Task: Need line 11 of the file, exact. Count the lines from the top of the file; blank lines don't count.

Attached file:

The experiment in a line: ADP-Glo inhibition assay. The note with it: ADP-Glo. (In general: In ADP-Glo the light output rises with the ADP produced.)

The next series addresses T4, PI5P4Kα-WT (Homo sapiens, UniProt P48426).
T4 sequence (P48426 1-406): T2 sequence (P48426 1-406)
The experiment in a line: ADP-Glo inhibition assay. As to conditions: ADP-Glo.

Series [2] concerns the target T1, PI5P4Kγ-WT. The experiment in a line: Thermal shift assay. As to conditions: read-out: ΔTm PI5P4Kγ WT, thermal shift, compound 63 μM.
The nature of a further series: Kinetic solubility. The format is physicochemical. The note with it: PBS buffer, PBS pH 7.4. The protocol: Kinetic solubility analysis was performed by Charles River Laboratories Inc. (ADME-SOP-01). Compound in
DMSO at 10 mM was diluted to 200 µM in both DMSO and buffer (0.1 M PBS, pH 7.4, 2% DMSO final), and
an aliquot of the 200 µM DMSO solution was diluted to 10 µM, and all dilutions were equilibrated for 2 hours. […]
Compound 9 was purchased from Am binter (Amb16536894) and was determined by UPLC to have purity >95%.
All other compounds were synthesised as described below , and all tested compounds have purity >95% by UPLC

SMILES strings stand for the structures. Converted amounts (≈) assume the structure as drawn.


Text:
SMILES strings stand for the structures. Converted amounts (≈) assume the structure as drawn.